- Another function of this thyroid hormone is its role as a metabolic regulator; when levels are normal, they help maintain fat burning while keeping stored energy sources available if needed (i.e., fasting).
When levels are low, however, they prevent too much weight loss, which can lead to muscle wasting along with serious health issues such as heart disease or type 2 diabetes.*
Disorders Related To The T3 Hormone
If your thyroid gland is not functioning properly, you may have hypothyroidism. In this case, the T3 hormone is not secreted in adequate amounts or proper quantities.
You will start to feel fatigued and experience other symptoms of low thyroid function, such as weight gain, mood swings, low libido, and more.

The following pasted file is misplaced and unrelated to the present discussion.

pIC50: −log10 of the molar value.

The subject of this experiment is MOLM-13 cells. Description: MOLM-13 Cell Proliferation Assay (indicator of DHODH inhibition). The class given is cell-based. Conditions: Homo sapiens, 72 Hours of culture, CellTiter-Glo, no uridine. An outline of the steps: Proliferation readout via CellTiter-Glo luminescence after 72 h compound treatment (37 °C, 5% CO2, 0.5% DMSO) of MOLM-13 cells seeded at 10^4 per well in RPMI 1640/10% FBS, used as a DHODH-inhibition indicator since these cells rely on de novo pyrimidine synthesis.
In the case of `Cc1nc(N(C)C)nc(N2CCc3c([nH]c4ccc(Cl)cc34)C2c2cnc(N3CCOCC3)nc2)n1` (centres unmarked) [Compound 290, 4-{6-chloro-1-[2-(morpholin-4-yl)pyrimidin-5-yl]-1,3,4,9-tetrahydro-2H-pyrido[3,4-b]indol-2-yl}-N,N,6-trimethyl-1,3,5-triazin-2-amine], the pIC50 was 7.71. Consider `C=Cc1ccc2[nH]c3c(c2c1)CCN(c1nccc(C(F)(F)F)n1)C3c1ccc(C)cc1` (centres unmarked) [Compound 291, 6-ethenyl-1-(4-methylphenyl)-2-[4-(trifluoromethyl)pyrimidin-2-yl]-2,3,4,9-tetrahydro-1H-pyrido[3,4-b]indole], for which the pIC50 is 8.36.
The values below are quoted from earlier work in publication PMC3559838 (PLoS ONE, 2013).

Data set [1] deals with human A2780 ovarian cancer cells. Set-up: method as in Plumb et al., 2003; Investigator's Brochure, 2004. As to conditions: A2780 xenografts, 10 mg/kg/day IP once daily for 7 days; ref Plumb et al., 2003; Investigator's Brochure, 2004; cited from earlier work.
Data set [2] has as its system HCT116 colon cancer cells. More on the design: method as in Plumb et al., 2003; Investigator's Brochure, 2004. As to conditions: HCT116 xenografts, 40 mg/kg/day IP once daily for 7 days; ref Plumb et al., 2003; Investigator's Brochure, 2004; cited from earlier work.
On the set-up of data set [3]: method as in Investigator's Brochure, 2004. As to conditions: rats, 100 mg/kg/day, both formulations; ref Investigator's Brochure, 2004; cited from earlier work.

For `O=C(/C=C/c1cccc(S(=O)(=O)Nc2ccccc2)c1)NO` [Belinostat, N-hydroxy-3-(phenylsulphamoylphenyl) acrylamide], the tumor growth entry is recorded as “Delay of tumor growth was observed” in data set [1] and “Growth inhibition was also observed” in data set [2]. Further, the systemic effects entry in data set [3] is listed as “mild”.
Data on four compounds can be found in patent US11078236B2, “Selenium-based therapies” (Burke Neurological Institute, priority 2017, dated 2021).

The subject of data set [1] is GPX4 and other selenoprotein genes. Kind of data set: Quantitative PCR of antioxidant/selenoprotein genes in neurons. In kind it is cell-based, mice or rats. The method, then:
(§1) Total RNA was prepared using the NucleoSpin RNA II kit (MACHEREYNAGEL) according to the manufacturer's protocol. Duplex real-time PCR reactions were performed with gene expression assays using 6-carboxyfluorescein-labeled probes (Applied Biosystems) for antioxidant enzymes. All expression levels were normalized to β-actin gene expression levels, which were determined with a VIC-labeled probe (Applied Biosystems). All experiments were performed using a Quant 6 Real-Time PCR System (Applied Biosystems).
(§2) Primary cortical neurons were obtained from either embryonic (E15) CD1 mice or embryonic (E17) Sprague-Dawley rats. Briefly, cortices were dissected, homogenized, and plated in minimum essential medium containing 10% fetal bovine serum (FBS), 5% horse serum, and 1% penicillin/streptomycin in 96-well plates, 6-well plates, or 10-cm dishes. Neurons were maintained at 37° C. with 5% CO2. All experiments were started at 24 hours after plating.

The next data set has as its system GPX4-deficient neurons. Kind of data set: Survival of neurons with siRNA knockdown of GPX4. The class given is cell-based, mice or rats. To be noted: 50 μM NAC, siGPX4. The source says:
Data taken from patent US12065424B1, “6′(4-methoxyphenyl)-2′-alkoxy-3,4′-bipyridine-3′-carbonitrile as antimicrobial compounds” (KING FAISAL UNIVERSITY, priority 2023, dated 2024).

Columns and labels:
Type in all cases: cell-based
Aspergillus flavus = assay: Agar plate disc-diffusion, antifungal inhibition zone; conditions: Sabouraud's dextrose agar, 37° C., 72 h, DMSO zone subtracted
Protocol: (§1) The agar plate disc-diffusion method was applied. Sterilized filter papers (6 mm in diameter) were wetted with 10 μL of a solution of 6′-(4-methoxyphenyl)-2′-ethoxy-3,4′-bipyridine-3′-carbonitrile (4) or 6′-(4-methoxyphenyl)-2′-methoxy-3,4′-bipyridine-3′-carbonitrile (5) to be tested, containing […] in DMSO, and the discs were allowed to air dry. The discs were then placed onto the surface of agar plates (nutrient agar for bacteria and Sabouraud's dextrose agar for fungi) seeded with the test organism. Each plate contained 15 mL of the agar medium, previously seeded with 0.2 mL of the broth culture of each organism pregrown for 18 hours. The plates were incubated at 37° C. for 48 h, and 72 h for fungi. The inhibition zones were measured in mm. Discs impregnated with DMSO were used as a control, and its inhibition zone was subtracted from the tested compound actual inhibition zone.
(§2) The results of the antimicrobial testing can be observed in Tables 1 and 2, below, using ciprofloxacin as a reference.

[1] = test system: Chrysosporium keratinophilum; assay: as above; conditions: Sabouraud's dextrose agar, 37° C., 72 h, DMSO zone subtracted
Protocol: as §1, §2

Suppose the problem persists and your body still cannot produce sufficient levels of T3 hormone on its own even after taking medication for that purpose (such as levothyroxine).
In that case, we may need to obtain an additional form of treatment for it: artificial stimulation by administering synthetic forms of T3 hormones directly into your bloodstream through injections or breathing them into your lungs using a machine called a nebulizer (a machine that breaks down medicine into finer particles).
Prevention And Cure
The prevention of thyroid disease is similar to other diseases and requires a healthy lifestyle.
It will help if you avoid stress, smoking, alcohol, unhealthy food, and sedentary habits. These factors can lead to many health problems, including thyroid disorders.
You should also exercise regularly and eat healthy foods such as fruits, vegetables, and whole grains. Drink plenty of water daily to stay hydrated.